7 Aerial Inspection Jobs That Drones Can Do
Compared to manned aircraft, drones have quite the laundry list of advantages. They are smaller, cheaper, easier to manipulate, quicker to deploy, and can get into spaces that larger aircraft cannot. These benefits have made drones a very useful inspection tool for several industries, thus also providing professional opportunities for drone pilots.
Just how significantly has drone technology affected the aerial inspection industry? To help you get a sense of the size of this drone application, we have come up with a list of the many ways in which drones are used to inspect everything from farms to industrial equipment.
1. Power line inspection
Inspection of power lines has become a prevalent field for drones in the past couple of years. Considering how critical power lines are as an infrastructure, it is essential that inspection of them be done according to maintenance schedules or in the aftermath of a natural disaster like an earthquake or typhoon.
The challenge of inspecting power lines is that they typically stretch for hundreds of miles. Having people come up close and personal with power lines to check for damage is also a very dangerous proposition, especially if you’re assuming that some of the power lines are damaged.
Drones offer just about all the advantages to counteract these difficulties. Drones can fly quickly, be deployed from just about any take-off spot, and do not expose a single person to any hazard when done correctly. They can also be equipped with a customized payload like thermal cameras or powerful zoom lenses to make checking for damaged power lines easier.
There are still a few challenges to overcome when doing power line inspection via drones, such as the need to maintain visual line of sight and the electromagnetic interference that live power lines generate. However, the benefit of using a drone as opposed to a helicopter far outweigh the drawbacks.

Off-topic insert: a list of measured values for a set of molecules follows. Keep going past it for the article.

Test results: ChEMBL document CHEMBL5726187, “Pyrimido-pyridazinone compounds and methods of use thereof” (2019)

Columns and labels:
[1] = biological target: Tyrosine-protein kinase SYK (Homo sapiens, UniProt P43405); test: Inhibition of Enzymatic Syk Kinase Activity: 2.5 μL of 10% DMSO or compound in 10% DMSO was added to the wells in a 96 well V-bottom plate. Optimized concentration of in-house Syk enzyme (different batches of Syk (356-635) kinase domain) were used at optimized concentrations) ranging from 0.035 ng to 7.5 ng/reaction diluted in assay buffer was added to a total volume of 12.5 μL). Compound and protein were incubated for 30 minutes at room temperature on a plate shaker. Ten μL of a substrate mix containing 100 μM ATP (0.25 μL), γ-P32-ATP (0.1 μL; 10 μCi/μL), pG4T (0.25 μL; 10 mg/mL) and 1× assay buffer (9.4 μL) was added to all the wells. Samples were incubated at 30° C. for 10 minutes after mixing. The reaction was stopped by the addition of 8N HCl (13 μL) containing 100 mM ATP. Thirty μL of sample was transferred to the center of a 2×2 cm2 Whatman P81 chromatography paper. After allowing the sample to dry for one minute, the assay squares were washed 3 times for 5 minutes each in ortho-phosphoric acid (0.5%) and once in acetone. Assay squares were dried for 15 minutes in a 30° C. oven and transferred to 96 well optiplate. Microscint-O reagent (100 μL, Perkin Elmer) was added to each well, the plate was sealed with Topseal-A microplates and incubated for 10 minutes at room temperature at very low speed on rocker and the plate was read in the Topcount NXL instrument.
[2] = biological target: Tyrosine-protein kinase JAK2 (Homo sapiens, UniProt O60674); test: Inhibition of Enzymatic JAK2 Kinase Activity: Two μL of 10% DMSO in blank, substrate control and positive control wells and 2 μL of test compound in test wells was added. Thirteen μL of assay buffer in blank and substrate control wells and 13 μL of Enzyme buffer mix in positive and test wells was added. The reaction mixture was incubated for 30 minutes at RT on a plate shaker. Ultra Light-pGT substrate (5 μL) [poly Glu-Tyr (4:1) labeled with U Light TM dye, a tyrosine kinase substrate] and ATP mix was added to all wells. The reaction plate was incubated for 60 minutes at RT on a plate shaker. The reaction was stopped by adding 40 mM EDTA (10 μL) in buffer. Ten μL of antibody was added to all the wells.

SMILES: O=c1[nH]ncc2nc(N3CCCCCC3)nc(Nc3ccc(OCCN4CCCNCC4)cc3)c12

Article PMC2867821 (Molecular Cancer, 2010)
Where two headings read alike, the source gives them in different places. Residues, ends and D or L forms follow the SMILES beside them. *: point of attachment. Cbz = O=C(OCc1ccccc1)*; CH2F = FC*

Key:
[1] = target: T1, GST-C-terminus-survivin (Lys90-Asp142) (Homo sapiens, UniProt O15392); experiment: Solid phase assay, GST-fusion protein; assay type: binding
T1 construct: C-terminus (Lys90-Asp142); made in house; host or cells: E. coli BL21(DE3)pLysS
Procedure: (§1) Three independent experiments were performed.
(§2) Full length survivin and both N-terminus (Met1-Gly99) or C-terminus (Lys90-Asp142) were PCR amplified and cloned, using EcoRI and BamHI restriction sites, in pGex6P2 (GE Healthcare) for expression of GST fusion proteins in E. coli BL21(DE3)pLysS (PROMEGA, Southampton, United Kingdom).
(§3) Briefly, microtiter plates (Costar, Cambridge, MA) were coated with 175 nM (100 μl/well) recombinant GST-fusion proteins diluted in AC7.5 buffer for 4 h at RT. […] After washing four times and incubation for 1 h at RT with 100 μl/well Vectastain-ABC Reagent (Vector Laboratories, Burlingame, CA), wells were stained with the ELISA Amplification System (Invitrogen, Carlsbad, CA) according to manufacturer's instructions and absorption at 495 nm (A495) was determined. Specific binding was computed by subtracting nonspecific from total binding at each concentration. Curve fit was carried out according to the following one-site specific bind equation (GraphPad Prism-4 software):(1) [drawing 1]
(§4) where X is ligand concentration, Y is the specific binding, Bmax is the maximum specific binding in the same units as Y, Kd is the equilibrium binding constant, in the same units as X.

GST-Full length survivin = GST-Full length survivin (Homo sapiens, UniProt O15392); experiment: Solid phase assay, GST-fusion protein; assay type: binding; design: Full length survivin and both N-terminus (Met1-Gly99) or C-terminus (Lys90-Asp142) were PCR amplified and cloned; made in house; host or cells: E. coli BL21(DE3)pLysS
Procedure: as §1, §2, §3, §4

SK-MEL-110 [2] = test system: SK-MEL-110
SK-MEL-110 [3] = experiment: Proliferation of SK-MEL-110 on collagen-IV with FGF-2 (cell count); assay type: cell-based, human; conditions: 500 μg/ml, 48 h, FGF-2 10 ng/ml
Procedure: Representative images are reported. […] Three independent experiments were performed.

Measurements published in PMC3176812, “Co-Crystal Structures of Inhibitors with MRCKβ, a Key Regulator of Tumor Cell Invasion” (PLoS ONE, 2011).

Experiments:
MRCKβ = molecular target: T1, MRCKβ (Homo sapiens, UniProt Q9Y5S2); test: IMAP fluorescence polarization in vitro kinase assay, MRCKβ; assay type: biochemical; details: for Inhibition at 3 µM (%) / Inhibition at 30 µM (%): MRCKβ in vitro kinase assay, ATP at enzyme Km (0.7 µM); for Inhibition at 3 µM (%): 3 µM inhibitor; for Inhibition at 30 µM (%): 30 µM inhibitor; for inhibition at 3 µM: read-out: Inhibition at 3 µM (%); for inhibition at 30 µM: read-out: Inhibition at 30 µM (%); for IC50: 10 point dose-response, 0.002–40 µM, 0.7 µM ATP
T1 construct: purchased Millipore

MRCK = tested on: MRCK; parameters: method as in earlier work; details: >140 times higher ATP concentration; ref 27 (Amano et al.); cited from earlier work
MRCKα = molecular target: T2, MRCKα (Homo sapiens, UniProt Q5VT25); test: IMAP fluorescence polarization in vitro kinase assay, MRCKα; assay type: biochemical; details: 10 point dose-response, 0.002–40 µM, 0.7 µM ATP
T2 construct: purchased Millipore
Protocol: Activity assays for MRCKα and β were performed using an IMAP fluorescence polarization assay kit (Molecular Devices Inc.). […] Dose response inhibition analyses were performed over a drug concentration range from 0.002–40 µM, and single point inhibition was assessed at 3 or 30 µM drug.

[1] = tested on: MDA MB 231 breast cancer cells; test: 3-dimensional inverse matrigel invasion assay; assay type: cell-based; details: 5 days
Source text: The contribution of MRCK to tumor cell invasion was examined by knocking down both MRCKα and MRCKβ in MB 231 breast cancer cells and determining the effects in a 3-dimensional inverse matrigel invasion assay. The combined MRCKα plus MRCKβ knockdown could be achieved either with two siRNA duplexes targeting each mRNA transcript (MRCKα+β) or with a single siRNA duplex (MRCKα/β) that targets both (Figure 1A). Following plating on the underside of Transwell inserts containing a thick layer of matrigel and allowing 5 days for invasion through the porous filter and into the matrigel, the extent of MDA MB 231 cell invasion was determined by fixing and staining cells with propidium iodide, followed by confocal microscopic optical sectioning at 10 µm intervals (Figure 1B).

2. Air quality
Air pollution continues to be a growing problem around the world, particularly in cities with a lot of vehicular traffic and industrial manufacturing facilities. In this regard, drones help not only in the monitoring of air pollution levels but also in actively reducing them.
In Wyoming, natural gas producer Jonah Energy has started using drones with mounted emission sensors to complement their fixed-location air pollution detection stations. This has allowed them to gather more comprehensive data for the concentration of volatile organic compounds and nitrogen oxides in the air, thus allowing them to better comply with federal air quality standards.
A similar effort has been undertaken by Anadarko Petroleum, which is the largest oil and gas producer in Colorado. Instead of emission sensors, the drones used by this company have been equipped with infrared to detect if there are any leaks in their surface facilities. This allows for faster leak detection, which means that ground crews can be instantly deployed to address them.
Aside from their value in inspection, drones have also been used in various cities to actively reduce air pollution. These applications have ranged from using drones to spray water and reduce suspended dust particles to using drones as a more environment-friendly option for parcel delivery.
3. Solar farm inspection